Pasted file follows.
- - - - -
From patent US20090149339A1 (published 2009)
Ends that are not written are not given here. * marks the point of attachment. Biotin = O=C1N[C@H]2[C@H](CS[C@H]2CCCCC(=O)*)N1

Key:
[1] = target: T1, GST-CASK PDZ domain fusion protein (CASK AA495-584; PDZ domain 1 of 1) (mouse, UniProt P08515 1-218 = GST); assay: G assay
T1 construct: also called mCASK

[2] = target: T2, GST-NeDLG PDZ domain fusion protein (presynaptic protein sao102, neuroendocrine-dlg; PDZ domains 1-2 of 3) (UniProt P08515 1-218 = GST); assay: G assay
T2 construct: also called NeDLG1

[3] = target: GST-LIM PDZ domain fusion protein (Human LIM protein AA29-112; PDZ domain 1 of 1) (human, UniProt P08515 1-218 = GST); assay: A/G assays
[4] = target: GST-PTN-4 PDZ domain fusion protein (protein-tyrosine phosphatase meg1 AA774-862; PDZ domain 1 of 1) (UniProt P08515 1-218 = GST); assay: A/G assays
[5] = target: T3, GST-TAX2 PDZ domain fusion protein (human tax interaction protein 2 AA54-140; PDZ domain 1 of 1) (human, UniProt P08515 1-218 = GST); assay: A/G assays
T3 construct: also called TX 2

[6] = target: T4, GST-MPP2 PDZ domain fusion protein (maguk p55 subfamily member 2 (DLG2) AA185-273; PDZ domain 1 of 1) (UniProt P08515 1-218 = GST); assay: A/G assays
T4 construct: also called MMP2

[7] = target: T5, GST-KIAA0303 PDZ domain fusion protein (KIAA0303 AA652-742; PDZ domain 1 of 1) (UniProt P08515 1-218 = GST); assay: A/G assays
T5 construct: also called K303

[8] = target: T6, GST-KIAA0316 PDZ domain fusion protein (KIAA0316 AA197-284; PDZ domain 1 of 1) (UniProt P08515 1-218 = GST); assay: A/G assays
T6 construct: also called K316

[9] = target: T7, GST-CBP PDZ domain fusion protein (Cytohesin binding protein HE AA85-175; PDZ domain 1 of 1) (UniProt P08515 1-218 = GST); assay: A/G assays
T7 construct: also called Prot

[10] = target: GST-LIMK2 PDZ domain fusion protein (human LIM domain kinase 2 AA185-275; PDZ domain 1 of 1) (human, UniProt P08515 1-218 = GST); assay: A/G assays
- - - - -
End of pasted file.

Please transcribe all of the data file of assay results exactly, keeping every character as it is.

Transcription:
From patent US20090149339A1 (published 2009)
Ends that are not written are not given here. * marks the point of attachment. Biotin = O=C1N[C@H]2[C@H](CS[C@H]2CCCCC(=O)*)N1

Key:
[1] = target: T1, GST-CASK PDZ domain fusion protein (CASK AA495-584; PDZ domain 1 of 1) (mouse, UniProt P08515 1-218 = GST); assay: G assay
T1 construct: also called mCASK

[2] = target: T2, GST-NeDLG PDZ domain fusion protein (presynaptic protein sao102, neuroendocrine-dlg; PDZ domains 1-2 of 3) (UniProt P08515 1-218 = GST); assay: G assay
T2 construct: also called NeDLG1

[3] = target: GST-LIM PDZ domain fusion protein (Human LIM protein AA29-112; PDZ domain 1 of 1) (human, UniProt P08515 1-218 = GST); assay: A/G assays
[4] = target: GST-PTN-4 PDZ domain fusion protein (protein-tyrosine phosphatase meg1 AA774-862; PDZ domain 1 of 1) (UniProt P08515 1-218 = GST); assay: A/G assays
[5] = target: T3, GST-TAX2 PDZ domain fusion protein (human tax interaction protein 2 AA54-140; PDZ domain 1 of 1) (human, UniProt P08515 1-218 = GST); assay: A/G assays
T3 construct: also called TX 2

[6] = target: T4, GST-MPP2 PDZ domain fusion protein (maguk p55 subfamily member 2 (DLG2) AA185-273; PDZ domain 1 of 1) (UniProt P08515 1-218 = GST); assay: A/G assays
T4 construct: also called MMP2

[7] = target: T5, GST-KIAA0303 PDZ domain fusion protein (KIAA0303 AA652-742; PDZ domain 1 of 1) (UniProt P08515 1-218 = GST); assay: A/G assays
T5 construct: also called K303

[8] = target: T6, GST-KIAA0316 PDZ domain fusion protein (KIAA0316 AA197-284; PDZ domain 1 of 1) (UniProt P08515 1-218 = GST); assay: A/G assays
T6 construct: also called K316

[9] = target: T7, GST-CBP PDZ domain fusion protein (Cytohesin binding protein HE AA85-175; PDZ domain 1 of 1) (UniProt P08515 1-218 = GST); assay: A/G assays
T7 construct: also called Prot

[10] = target: GST-LIMK2 PDZ domain fusion protein (human LIM domain kinase 2 AA185-275; PDZ domain 1 of 1) (human, UniProt P08515 1-218 = GST); assay: A/G assays